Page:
Classes shouldn’t be held on Indigenous Peoples’ Day

By James Stein Oct 15, 2021

On Monday, Americans celebrated Indigienous Peoples’ Day as well as Columbus Day. This year, President Joe Biden became the first president to proclaim an Indigenous Peoples’ Day observance, although the holiday was first celebrated in 1937. Increasing pressure by activists over the last few years to stop celebrating a colonizer likely made Biden’s choice for him. 

Christopher Columbus, as the song goes, sailed across the ocean blue in 1492. When he hit land in what is now called the Bahamas, he called it the New World. While there, he enslaved many native inhabitants of the West Indies. For that alone, Columbus Day should be eradicated. There’s nothing to celebrate about him. 

Though it was celebrated by Italian-Americans before 1934, Franklin D. Roosevelt declared October 12 of that year “Columbus Day.” In 1971, Columbus Day was made a federal holiday on the second Monday in October.

As a child, I remember looking forward to Columbus Day because it meant I got a day off from my long hard days as an elementary student. I was too young at the time to understand federal holidays and the idea of observance as a sign of respect for whom, or what, the day was celebrating. 

We learned about Columbus for the first time in first grade. I still have my daily journal from that year, where I would meticulously jot down the day’s activities in crayon. I drew a picture of one of the voyaging ships, the Santa-María, because I thought it had the prettiest name. We memorized songs about Columbus on the Friday before, and talked about him for weeks after. Indigenous Peoples’ Day never came up. 

This isn’t because the concept would be difficult for children to understand. We learned about Indigenous people once the leaves started to fall and Thanksgiving was around the corner but were only taught about their involvement in the first Thanksgiving as excited guests at the pilgrims’ tables. Native people are only celebrated in America through their connections to white people. 

Indigenous Peoples’ Day, according to the activists that have been working with Biden, is meant to replace the celebration of explorers like Columbus who committed violence against Indigenous communities. 

I grew up attending school in Unit 5, and up until this year, schools in Bloomington-Normal had the day off to observe Columbus Day. However, this year, classes were held even though Indigenous Peoples’ Day was federally recognized as an observed day. Observed holidays are put in place as a sign of respect and appreciation, and also provide dedicated time to learn about and celebrate the subject of the day.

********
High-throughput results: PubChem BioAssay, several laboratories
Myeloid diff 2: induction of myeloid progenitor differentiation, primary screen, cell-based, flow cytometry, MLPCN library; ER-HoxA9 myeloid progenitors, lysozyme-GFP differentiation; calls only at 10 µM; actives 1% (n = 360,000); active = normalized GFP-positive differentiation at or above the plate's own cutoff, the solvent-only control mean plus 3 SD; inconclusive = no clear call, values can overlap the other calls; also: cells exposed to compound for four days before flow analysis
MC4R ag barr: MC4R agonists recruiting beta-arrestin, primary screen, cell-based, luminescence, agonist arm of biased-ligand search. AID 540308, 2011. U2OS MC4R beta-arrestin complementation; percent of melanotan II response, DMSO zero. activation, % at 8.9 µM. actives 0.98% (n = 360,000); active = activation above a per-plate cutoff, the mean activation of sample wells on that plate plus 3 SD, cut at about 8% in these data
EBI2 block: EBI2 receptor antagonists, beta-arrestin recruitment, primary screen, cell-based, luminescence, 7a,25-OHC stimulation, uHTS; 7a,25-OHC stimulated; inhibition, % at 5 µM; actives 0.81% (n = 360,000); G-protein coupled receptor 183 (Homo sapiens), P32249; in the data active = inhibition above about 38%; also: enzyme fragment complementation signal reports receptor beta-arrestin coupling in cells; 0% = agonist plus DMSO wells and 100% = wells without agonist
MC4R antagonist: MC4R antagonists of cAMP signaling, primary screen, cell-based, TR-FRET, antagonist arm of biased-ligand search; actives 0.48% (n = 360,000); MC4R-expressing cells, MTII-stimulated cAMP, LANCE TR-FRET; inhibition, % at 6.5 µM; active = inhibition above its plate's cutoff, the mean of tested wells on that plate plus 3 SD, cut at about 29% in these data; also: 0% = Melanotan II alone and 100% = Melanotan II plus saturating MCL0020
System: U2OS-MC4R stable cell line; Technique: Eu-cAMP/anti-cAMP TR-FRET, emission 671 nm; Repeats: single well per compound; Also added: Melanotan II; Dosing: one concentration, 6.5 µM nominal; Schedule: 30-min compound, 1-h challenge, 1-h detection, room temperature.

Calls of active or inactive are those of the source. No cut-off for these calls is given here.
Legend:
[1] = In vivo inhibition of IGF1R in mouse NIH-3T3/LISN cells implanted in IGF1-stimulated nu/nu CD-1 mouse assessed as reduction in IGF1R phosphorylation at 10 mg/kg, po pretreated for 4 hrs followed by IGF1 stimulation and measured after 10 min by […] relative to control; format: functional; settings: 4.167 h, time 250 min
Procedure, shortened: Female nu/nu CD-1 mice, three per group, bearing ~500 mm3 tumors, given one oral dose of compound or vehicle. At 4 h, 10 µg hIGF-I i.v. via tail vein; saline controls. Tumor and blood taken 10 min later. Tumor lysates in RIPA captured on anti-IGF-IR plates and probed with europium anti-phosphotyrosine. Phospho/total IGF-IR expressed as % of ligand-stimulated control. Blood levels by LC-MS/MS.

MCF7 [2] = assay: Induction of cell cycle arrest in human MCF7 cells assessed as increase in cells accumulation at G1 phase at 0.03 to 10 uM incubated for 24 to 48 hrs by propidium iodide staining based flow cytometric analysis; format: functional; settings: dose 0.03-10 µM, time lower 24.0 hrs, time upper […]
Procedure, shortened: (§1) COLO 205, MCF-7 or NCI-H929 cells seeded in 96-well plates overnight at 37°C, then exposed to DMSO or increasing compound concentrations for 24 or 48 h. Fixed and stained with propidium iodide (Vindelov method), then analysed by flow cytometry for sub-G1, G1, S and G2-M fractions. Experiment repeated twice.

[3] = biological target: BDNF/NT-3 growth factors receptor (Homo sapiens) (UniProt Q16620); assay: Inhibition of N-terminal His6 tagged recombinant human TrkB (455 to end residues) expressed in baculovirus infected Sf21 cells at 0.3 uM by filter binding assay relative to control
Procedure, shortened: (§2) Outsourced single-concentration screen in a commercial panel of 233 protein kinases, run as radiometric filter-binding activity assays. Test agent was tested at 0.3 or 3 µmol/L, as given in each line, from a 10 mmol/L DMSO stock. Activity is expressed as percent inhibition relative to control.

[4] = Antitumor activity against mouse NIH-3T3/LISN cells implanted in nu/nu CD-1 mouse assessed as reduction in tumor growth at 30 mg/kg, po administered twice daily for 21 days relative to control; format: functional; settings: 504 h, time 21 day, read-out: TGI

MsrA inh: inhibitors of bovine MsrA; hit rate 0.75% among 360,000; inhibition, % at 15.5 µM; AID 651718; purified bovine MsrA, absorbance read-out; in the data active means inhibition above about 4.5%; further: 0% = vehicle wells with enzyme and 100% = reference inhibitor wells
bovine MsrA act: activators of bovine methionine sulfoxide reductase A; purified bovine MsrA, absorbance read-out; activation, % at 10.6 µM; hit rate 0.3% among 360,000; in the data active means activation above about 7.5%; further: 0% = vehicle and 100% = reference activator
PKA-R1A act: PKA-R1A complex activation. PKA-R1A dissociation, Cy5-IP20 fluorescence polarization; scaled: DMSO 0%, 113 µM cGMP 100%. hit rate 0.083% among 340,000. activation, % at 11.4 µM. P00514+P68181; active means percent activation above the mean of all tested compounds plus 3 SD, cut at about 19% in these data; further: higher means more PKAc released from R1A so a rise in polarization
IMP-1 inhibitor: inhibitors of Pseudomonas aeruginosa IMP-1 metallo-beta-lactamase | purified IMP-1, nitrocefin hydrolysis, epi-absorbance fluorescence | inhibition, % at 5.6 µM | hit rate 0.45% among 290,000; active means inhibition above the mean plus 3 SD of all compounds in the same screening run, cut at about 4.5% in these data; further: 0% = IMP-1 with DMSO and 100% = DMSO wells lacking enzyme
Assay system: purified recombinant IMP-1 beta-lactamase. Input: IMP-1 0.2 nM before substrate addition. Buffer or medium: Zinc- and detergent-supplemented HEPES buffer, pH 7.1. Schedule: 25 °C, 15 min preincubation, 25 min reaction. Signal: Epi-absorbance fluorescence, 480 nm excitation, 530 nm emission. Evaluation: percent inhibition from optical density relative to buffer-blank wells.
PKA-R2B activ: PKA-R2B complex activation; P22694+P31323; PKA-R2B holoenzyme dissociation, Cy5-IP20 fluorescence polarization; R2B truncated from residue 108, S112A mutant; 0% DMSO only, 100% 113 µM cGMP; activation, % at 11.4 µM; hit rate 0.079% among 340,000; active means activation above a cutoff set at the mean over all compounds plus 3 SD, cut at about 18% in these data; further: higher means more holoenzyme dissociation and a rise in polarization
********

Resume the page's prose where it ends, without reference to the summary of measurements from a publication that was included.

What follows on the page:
Although Illinois Wesleyan hasn’t had the day off for Columbus Day in a few years, it strikes me as ignorant for classes to be held this year. The only energy put forward by the University to recognize the holiday was an Instagram post that acknowledged IWU’s location as land once cared for by native nations in Illinois, such as the Kiikaapoi/Kickapoo, Peoria,  Očhéthi Šakówiŋ/Sioux and Myaamia/Miami. Students were not impressed with the post, with one student asking the question: “Okay so what’s next?” Other commenters pointed out that IWU was doing nothing to pay tribute to that land. 

In order to do the work IWU did not make time for, many resources are available to begin educating yourself on the importance of recognizing the genocidal colonization Columbus Day stands for. It’s so easy to stream Native-American work, read books by Indigenous authors and donate to relief funds, among so many other options. 

Necessary internal decolonization cannot truly begin if we refuse to give Indigenous Peoples’ Day the same respect once given to Columbus Day. I urge Illinois Wesleyan, and McLean County schools, to see the harm in their decisions to hold classes and recognize that to put it on the calendar isn’t even the bare minimum. We are inhabiting stolen land and that cannot go without recognition. 

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